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Romancing the Lavani by Aryaa Naik
The year – 1814. An elaborately decorated hall with ornate pillars and crystal chandeliers is lined up with Maratha bejeweled chieftains dressed in expensive silk , swilling alcohol in and lustily ogling a woman. They are all watching a beautiful dancer, graceful as a gazelle, her voice sweet like a mynah bird swaying suggestively to lascivious lyrics. She and her musical accomplices are the only women in the hall. This is the house of ‘ill repute’ where ‘immoral women’ perform.
Forward to the year 2014. An air-conditioned auditorium is filled to the brim with “cultured” men and women all dressed in their finery. They watch and applaud an acclaimed and respected dancer perform a Maharashtrian “folk dance”. She sways suggestively to lascivious lyrics. This is a cultural event where respected artistes perform.
‘Tamasha’ a dance form derived from various other traditional forms of entertainment is the principal folk theatre of Maharashtra. It served as a racy, titillating form of entertainment for armies of Maratha and Moughul chieftains and was also present in some form during the rule of the Peshwas. What were popularly known as Lavani Tamashas found a substantial audience in the court of Bajirao Peshwa II from 1774 to 1818. However, when the Peshwa rule came to an end with Bajirao’s surrender to the British, the Tamasha was forced to seek new sources of patronage. The lavani tamasha soon shifted to rural areas.
During this period, classical drama took the place of tamasha. While the traditional drama was perceived as moral and appropriate, the tamasha was seen as immoral and inappropriate. Respectable women did not perform in public, so the “respectable” drama had men performing women’s roles while the tamasha had women performing song and dance, resulting in the labeling of these women as licentious.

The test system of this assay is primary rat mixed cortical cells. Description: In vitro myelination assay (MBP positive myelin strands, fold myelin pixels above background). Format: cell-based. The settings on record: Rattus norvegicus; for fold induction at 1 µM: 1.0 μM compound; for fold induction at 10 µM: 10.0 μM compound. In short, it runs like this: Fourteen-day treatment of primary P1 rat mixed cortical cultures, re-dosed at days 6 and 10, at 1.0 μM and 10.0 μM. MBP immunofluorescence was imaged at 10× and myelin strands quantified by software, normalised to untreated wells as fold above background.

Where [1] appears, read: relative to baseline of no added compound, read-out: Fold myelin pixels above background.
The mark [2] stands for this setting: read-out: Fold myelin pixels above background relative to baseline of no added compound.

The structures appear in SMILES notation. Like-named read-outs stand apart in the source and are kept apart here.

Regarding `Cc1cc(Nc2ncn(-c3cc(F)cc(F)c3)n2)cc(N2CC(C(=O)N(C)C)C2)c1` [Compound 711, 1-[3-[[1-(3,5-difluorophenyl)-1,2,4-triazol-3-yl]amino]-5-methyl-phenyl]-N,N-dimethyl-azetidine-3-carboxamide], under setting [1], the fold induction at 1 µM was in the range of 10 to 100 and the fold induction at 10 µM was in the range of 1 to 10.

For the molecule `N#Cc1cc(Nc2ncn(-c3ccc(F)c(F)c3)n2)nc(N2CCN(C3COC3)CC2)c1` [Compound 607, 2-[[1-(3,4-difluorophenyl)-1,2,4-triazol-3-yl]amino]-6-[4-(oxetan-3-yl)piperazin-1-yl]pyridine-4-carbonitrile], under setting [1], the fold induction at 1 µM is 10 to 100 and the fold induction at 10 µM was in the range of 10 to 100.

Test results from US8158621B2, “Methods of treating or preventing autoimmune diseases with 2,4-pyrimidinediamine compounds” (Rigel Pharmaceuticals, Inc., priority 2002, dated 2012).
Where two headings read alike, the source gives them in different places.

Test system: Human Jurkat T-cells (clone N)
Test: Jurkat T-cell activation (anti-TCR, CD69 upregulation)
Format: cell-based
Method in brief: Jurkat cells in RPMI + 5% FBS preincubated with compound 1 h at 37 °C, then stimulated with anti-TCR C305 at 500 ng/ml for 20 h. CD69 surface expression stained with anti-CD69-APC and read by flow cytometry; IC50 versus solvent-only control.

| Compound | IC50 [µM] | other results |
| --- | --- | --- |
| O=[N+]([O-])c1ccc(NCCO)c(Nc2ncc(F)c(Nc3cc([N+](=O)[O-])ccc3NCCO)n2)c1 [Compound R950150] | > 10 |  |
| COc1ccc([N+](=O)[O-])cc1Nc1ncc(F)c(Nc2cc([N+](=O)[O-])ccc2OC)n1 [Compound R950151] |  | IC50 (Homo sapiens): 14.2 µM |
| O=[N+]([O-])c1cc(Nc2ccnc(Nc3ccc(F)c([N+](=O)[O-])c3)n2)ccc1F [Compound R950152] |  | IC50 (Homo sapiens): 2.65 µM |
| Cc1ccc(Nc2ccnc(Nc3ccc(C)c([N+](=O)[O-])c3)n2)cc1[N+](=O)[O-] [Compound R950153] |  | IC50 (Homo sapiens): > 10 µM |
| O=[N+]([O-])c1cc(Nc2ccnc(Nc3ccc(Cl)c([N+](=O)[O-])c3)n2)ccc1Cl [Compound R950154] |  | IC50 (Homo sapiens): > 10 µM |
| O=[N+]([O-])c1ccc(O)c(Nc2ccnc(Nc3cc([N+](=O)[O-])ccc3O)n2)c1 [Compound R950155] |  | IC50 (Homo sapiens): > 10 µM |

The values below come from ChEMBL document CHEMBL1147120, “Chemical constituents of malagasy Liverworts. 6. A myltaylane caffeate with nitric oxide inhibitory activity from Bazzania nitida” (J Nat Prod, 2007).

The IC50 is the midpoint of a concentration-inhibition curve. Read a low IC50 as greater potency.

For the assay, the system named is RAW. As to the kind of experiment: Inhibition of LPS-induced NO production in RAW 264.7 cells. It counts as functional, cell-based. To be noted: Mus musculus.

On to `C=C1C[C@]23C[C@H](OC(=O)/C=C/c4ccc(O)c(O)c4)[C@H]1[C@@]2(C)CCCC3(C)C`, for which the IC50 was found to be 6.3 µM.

The tamasha characteristically began with a gan (a devotional offering to Lord Ganesha) and a gavlan (a comical act performed by the effeminate male artists through exaggerated feminine gestures). This was followed by the shringarik lavani (erotic song) and the mujra or collection of rewards. The lavani articulated female desire in explicit sexual terms and was almost entirely composed by males and performed by women before an almost entirely male audience, the elite among whom could bid for the sexual services of the female performers.
Change is inevitable they say and the tamasha is no exception to this rule. It has undergone several transformations since its inception in form and style, but the most significant mutation of the art form is reflected in the attempt to “purify” it.
Post-independence a sense of urgency to conserve Indian culture led to a new interest in regional cultural expression, leading to the rediscovery and reassessment of many art forms. The largely decadent tamasha went through a remarkable revival and refinement. The transformation that resulted was not only applicable to the art form itself but also to the practitioners of the art form. With attention and a certain amount of governmental support from the national and state Sangeet Natak Akademis the tamasha was altered to be more presentable to a family audience. The dance which was performed by a certain class and caste of women and was considered a part of their lineage was now being performed by women from respectable families thus putting an end to the history and lineage of a long line of performers. Though the art form has received an altered and celebrated “folk” status, the life histories of the traditional tamasha performers have remained largely invisible. A recent theatrical presentation of life histories of tamasha performers however, sheds light on implications of the transformation and the ‘resistance’ of these female artists. Did these women, essentially ignored by society find a respectable place in it after this cultural refinement? Did their lives change for the better?